Water pipelines are hard to lead to the more rural parts of the reservation. According to the Indian Health Services it would take an investment of $700 million to provide every family on the reservation with safe tap water. Native communities have deliberately been left behind in a country where more emphasis is placed on space adventures than providing for the underserved. Bigger communities on the reservation like Tuba City or Chinle do have running water and electricity, their battle is that of addiction and unemployment. Life isn’t easy on the reservation and opportunities are few and far between, despite it all, their culture has persevered and the Navajos continue living in the “Beauty Way”.
When I pulled up to Chinle the scent of cottonwood trees instantly stole my heart. The sweetness of the air was anything I have ever known and smelled before. I drove up to my home away from home, the Navajo Operated Thunderbird Lodge nestled in the bottom of the red hill below the filling moon. I was still on Hopi time, a mere one hour behind. It was then I dropped linear time and stopped tracking days. Felt like I’ve been on the road for centuries, having seen more than my brain could process. I collapsed onto my king-sized bed with my canine companions. After some time, my adventuring heart awoke, so did my special boy, who was diagnosed with Cerebellar Hypoplasia a while back, which makes him sometimes restless, and often makes him walk like a tasered, drunken sailor. He woke my other sleeping beauty and the three of us stepped out to hear the silence of the hills. The rez dogs curiously eyed us, they knew we came in peace. Even my special boy, who is straight outta Compton, regulated his usually wild side and without a sound sniffed his Navajo relative’s rear. You could smell sacredness in the air as the light breeze brought the scent of juniper berries from Canyon De Chelly, my late afternoon destination. The joy seeker in me awoke with the setting sun. Once I delivered my canines back to our room I headed out for the Canyon. At a short distance from Indian Route 7, I spotted basketball hoop in the front yard of one of the Navajo Homes. Hoops seem to be a common phenomenon on the rez and I was inspired by what I saw given my basketball photography background.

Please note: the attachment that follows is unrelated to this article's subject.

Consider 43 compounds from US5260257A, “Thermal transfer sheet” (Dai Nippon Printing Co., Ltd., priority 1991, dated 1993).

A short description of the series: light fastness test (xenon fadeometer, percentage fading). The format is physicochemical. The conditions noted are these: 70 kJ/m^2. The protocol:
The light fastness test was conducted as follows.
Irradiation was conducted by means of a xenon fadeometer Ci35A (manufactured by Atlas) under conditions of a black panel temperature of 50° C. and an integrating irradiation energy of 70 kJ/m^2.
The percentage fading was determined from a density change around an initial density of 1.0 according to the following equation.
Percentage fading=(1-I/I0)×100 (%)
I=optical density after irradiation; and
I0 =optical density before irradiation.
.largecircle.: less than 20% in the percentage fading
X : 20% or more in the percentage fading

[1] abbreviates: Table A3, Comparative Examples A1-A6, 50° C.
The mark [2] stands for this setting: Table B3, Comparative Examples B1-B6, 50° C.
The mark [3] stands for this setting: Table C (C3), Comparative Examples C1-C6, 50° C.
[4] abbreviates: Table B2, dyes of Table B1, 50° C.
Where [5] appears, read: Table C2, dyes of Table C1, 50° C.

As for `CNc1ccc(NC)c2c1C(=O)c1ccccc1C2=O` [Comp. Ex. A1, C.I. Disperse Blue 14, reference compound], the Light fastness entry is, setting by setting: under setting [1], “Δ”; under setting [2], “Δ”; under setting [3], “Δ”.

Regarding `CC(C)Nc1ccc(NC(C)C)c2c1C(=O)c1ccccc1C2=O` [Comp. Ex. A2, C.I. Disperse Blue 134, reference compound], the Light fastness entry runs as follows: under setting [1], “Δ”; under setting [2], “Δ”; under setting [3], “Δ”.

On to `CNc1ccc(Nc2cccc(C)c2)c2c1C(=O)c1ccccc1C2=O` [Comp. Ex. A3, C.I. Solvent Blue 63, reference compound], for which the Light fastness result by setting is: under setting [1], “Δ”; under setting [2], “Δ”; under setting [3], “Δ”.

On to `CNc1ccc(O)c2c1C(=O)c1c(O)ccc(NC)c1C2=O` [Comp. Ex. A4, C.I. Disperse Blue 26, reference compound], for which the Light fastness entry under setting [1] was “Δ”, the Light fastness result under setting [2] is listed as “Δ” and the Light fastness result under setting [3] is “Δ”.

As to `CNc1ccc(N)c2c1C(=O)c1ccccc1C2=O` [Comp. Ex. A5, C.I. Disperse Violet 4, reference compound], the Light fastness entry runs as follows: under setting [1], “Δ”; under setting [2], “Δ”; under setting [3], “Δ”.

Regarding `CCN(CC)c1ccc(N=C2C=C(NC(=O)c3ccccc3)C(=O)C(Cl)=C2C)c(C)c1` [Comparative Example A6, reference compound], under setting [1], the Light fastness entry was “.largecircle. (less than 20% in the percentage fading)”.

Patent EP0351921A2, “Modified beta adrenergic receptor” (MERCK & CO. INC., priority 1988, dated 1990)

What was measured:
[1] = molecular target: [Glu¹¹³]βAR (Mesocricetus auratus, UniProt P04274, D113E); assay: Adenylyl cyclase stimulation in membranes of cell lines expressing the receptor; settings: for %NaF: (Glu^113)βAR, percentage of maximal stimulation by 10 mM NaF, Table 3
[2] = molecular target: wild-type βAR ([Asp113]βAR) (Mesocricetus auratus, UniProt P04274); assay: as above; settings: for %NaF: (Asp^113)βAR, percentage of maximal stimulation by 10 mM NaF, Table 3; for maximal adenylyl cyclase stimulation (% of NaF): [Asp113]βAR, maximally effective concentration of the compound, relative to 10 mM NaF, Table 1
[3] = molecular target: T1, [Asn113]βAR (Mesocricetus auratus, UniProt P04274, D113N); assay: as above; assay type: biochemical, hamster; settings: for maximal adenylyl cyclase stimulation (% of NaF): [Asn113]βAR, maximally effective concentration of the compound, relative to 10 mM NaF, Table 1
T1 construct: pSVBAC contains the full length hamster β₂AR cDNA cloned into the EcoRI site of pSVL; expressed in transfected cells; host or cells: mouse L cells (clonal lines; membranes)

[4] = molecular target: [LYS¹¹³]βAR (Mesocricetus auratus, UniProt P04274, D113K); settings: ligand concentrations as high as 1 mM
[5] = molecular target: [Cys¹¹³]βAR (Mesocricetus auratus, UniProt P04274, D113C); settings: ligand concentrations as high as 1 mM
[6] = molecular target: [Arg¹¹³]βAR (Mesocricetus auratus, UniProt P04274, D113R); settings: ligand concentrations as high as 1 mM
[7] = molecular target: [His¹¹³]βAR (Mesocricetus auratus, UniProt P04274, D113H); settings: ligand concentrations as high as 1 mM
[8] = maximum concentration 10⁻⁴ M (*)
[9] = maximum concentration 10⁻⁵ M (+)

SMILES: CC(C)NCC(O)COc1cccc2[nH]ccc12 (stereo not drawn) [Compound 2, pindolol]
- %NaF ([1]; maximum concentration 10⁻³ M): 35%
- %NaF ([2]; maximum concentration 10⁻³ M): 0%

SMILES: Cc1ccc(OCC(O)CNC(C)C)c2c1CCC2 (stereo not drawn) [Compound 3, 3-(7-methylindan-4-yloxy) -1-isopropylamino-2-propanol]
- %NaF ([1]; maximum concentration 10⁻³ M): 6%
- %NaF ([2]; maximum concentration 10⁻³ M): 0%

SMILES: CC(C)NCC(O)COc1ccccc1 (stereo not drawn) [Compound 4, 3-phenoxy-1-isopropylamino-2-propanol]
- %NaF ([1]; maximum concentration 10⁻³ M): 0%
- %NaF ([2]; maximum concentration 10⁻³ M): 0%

I was trying to manoeuvre my body to take the best shot of the hoop when the man of the household, Filvert Kinlichee walked out of is home and invited me in. Naomi,7 walked beside his father. She told me she wanted to be a doctor. My heart smiled knowing that one day this Navajo girl will give back to her community through a life of service. Naomi introduced me to her friend, the now retired, former rodeo stallion, Bucky and his sidekick, Senior Carrots, a mild-mannered pony. Filvert and I spoke about basketball, and how his son plays for the Chinle Wildcats. He shared much wisdom with me about his people, how the Navajo do not watch the lunar eclipse – which was happening that night- and everything made sense. Indigenous people have a profound reverence for all things sacred, the elements, Mother Earth and life, they behold the wisdom of the sacred balance. They live in “The Beauty way”. I remembered the prayer my now departed Navajo friend, Gerald taught me a few years back: “Beauty before me, beauty behind me, beauty below me, beauty above me, beauty all around me. I walk in beauty.” Every word resonated with me as I drove up the South Rim at Canyon De Chelly to visit the Tsegi, Junction and Face Rock Overlooks, since the Canyon floors were closed to visitors. Canyon de Chelly is entirely owned by the Navajo Tribal Trust of the Navajo Nation. There are about 40 Navajo families who still live in the park and from the overlooks with profound walls I could see random pick-up trucks driving below, through the belly of the canyon. Silence is thick in the canyon and you could feel history with every gust of wind.